When searching for SEO service prices, you’ll notice two things: That SEO fees vary wildly, and that often they are not listed at all, requiring you to request a price quote. SEO prices range from “free” at one extreme to ridiculously expensive at the other, with a broad spectrum of seemingly arbitrary fees in-between. When you’re searching for SEO services that meet your needs and your budget, it’s helpful to be aware of what’s being offered and what the various pricing methods are all about so that you can choose wisely and avoid any costly wrong turns in your website marketing strategy.
Unlisted SEO Fees
Many SEO firms don’t list their prices, instead requiring you to contact them for a price quote. In some ways this makes sense since all websites have different service needs, but it is also often intended as a tactic by SEOs to have you get in contact with them so that they can begin a conversation with you with the aim of convincing you to engage their services. Talking about your site with you before offering a price is certainly not a bad thing and it’s always important to determine what will be required to get the site the visitor traffic that it needs but, when you contact an SEO with unlisted prices, be sure that the focus of the discussion is on identifying your specific requirements and that you are offered pricing and services which are well-suited to your needs and your budget. Often, SEOs with unlisted prices turn out to be priced very high, usually unjustifiably so.
“Free” SEO Services
As the saying goes, nothing in life is free, at least not really. Some SEOs offer “free” or “pay for performance” services which require you to pay only if they achieve agreed results on search engines for your site. That sounds great, a real, risk-free “no-brainer” of an offer, right? The problem however is that, to offer their services in this way, SEO’s need to handle the project in ways which might not be in their clients’ best interests.
They may need to enter into a contract with the client in which specific benchmarks must be achieved in terms of certain keywords or keyphrases acquiring agreed rankings on search engines, goals which will then be targeted to the exclusion of all others. The SEO will target keywords which they know will perform well in terms of rankings on search engines, but not necessarily the most effective keywords in terms of delivering quality visitor traffic from people who are seeking what your site offers. It’s one thing to boost rankings on search engines, but another thing entirely to boost website sales, sign-ups and conversions. With that service model, the SEOs focus is more on getting you to pay for their services than on getting visitors to your site to pay for yours. They may work hard to acquire the agreed rankings for the agreed keywords, but there is little incentive for them to do more than that or to explore and capitalize upon other opportunities to advance the aims of your website. And, if they do offer more comprehensive services beyond what was initially contracted, these services will generally be charged outside of that agreement.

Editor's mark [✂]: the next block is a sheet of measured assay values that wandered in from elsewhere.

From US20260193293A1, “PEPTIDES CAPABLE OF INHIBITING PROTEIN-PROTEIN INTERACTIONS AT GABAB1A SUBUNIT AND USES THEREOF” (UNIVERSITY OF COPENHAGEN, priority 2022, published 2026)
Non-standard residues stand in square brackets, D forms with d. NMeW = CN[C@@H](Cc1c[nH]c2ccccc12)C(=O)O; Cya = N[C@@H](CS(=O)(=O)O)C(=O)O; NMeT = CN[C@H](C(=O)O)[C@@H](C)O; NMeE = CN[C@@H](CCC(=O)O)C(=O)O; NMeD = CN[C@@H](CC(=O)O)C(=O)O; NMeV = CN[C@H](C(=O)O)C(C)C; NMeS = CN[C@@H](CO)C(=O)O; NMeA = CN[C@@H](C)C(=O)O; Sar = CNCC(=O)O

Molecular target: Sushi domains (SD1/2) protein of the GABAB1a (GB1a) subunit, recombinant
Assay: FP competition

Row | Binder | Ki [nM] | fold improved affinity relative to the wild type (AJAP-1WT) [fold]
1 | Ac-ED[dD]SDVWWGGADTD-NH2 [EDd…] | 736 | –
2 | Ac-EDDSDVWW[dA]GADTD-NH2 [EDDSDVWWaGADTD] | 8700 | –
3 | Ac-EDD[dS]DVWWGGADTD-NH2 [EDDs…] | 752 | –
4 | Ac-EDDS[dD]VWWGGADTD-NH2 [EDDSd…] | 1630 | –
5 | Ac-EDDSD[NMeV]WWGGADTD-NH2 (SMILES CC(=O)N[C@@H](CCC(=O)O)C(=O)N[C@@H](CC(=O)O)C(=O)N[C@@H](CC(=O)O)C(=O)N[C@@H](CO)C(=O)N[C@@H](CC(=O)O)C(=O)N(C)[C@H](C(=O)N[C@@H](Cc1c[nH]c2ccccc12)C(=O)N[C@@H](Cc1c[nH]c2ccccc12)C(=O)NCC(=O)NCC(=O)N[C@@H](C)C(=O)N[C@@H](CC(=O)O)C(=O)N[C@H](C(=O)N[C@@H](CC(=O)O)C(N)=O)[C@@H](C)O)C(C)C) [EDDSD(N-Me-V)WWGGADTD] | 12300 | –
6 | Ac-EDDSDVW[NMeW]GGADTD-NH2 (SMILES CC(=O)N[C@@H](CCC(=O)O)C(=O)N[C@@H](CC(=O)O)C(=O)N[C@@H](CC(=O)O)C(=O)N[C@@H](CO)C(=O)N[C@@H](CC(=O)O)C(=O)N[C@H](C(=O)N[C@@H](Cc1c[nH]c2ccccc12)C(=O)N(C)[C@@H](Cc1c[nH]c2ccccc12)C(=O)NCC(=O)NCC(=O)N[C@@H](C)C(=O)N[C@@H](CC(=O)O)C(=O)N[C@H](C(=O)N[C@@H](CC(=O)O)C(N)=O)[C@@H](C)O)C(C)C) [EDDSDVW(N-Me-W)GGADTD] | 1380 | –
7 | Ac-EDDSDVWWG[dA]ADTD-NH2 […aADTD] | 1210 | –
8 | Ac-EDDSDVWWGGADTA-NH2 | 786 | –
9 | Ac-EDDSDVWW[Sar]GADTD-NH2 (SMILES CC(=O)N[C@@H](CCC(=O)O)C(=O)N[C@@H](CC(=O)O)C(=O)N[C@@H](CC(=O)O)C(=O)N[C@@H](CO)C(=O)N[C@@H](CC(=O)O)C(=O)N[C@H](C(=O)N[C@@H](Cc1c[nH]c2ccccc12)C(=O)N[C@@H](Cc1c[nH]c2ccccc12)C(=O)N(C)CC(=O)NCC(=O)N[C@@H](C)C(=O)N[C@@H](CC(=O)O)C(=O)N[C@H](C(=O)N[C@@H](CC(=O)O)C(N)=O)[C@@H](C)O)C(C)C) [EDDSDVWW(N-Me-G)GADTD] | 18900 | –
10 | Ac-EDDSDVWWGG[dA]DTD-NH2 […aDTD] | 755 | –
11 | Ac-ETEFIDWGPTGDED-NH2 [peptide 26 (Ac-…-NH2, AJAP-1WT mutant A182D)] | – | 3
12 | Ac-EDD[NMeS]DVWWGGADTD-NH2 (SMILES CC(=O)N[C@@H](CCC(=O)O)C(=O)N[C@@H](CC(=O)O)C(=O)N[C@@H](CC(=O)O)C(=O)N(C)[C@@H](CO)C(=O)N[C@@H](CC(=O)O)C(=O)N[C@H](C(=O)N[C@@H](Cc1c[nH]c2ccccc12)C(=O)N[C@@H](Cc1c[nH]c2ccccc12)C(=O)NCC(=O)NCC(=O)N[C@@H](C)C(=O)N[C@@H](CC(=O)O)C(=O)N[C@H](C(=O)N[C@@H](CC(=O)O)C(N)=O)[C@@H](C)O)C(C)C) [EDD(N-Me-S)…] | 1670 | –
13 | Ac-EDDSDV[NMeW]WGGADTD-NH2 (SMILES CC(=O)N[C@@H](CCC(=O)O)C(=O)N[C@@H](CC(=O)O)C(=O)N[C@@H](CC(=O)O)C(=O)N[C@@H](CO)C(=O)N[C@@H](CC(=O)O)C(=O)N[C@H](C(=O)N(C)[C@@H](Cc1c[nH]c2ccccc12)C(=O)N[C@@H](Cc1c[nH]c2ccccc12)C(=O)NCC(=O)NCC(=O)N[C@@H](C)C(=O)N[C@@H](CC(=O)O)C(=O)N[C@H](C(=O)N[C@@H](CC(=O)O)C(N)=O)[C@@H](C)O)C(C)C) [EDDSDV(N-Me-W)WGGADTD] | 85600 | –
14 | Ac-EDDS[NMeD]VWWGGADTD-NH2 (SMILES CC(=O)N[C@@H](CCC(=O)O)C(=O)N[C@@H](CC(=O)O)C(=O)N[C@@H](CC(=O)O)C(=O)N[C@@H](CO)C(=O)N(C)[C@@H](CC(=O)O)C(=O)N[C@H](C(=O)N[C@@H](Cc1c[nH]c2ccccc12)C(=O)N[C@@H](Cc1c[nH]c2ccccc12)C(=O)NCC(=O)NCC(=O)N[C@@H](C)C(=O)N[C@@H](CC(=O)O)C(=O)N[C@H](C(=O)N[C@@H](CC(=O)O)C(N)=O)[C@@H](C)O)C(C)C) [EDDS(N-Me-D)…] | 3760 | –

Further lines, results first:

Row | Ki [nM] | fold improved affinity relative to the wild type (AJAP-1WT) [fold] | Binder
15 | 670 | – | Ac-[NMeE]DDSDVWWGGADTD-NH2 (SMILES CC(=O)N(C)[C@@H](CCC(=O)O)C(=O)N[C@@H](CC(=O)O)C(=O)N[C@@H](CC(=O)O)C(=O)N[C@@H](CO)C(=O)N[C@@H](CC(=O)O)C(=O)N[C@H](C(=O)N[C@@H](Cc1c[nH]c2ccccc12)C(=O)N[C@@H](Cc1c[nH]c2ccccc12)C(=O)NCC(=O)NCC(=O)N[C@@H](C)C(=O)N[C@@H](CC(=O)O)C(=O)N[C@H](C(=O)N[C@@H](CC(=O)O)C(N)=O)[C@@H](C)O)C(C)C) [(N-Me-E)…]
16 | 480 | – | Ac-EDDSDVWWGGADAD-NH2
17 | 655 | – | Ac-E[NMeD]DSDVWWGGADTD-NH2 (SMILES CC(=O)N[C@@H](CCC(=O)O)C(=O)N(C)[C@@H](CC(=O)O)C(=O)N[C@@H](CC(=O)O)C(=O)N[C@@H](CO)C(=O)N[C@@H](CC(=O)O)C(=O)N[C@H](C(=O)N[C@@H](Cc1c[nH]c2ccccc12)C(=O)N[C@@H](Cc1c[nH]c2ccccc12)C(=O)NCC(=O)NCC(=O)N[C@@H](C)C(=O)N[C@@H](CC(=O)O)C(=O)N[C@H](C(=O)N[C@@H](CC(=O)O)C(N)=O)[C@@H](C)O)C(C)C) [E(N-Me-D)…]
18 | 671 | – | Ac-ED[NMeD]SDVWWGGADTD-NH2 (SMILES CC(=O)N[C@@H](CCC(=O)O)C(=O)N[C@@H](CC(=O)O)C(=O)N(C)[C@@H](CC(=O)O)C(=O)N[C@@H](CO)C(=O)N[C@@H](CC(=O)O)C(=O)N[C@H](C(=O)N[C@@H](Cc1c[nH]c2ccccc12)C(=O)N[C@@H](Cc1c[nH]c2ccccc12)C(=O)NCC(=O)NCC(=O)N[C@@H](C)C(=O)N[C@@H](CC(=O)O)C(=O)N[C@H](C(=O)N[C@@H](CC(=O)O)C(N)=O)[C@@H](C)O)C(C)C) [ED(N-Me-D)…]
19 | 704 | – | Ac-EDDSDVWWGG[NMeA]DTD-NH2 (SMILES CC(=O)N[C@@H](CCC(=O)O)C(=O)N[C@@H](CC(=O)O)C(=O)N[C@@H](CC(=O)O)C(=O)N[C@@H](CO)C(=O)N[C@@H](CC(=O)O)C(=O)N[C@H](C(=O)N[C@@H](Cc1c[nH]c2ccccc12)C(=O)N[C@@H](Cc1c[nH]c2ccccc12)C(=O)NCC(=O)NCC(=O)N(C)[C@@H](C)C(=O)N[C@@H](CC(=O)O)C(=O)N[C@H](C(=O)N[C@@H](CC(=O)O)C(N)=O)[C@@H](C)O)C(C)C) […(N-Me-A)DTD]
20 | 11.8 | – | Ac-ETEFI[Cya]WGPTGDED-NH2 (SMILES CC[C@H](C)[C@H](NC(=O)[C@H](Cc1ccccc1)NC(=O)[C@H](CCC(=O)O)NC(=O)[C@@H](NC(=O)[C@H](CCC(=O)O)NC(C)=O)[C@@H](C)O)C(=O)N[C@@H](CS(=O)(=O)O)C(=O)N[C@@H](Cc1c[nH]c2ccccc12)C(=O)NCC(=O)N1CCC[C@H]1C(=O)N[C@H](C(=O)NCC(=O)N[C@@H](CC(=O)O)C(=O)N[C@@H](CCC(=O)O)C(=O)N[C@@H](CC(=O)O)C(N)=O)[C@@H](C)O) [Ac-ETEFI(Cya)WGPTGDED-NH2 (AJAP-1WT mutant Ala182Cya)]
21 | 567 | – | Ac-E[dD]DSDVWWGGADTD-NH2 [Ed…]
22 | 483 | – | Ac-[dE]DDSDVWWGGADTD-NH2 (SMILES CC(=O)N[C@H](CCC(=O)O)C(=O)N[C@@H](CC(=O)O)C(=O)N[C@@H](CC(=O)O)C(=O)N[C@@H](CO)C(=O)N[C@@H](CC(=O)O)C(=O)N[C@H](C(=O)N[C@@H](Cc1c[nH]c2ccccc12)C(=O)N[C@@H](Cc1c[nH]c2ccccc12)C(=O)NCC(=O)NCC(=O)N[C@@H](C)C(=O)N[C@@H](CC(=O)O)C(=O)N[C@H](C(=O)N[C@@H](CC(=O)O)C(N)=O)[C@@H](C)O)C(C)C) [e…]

SEOs with “pay only for rankings” services also need to account for those clients who, despite having their site optimized and seeing its rankings and traffic improve, may simply choose not to continue with the SEO beyond the free stage. That is, they may choose not to pay the SEO even if the agreed goals have been met, perhaps simply because the resulting improved rankings did not convert into increased sales or conversions. The SEO needs to account for these losses and you can bet that it doesn’t come out of their pocket, but is instead embedded in the fees that their ongoing clients pay. This results in higher than necessary fees for those clients who do continue paying.
While “free” SEOs seem like a safe and obvious choice, it’s important to realize that nothing is free and that engaging one of these services is not necessarily as wise or risk-free of a choice as it might seem on the surface. This is also the pricing strategy preferred by SEOs who are new to the field and have not established themselves with a large number of happy customers, or are not specialized in the required skills and offer the services only as a sideline to their main field of business, and that is all worth bearing in mind when you’re considering this option.